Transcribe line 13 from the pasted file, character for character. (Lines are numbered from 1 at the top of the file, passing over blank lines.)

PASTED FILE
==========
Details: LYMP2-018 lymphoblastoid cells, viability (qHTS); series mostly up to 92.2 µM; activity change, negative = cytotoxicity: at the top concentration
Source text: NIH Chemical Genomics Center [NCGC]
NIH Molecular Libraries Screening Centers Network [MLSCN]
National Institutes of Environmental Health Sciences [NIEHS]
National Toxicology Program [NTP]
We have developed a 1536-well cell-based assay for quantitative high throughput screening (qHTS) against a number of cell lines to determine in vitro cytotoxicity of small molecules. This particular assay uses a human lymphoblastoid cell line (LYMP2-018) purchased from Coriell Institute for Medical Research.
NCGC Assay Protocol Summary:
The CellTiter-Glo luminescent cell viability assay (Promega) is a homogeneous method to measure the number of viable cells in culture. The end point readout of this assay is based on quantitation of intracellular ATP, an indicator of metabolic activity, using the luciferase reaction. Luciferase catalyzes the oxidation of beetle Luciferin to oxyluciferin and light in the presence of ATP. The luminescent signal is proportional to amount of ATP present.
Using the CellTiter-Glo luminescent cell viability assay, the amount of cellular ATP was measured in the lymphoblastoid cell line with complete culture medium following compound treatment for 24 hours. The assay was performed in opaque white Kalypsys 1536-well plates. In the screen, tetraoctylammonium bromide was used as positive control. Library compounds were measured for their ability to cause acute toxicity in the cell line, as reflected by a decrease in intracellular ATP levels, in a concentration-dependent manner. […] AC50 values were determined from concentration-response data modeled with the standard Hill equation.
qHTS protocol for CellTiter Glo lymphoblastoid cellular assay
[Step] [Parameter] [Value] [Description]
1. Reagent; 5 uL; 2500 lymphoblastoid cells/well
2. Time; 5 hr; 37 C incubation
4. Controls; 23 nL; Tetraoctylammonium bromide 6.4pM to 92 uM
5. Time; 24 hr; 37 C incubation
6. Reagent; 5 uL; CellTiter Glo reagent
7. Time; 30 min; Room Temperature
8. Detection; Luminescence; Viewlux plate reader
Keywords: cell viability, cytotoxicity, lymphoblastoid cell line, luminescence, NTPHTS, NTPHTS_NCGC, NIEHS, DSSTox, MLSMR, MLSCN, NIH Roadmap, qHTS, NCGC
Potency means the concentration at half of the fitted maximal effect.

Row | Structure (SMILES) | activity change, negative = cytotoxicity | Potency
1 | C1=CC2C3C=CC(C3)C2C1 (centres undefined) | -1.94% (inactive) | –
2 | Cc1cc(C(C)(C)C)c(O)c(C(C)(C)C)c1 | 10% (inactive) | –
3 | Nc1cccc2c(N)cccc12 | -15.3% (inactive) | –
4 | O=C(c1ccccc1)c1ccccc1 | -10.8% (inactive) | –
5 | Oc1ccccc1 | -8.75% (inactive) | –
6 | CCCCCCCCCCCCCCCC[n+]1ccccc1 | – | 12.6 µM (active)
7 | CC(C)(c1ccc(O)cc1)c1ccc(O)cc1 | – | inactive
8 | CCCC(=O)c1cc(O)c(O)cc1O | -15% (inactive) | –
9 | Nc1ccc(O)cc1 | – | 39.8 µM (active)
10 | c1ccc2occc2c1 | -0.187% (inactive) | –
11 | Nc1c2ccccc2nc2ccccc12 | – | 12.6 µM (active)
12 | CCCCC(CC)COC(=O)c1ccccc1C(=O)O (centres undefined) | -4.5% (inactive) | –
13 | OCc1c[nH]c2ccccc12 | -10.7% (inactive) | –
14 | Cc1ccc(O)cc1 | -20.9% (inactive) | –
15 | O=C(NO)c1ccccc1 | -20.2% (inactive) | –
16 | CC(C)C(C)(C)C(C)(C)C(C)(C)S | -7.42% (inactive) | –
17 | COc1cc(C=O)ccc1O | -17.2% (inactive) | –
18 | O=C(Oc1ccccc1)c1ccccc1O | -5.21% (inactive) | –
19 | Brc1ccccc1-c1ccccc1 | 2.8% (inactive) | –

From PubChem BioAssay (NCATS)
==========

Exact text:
2. Time; 5 hr; 37 C incubation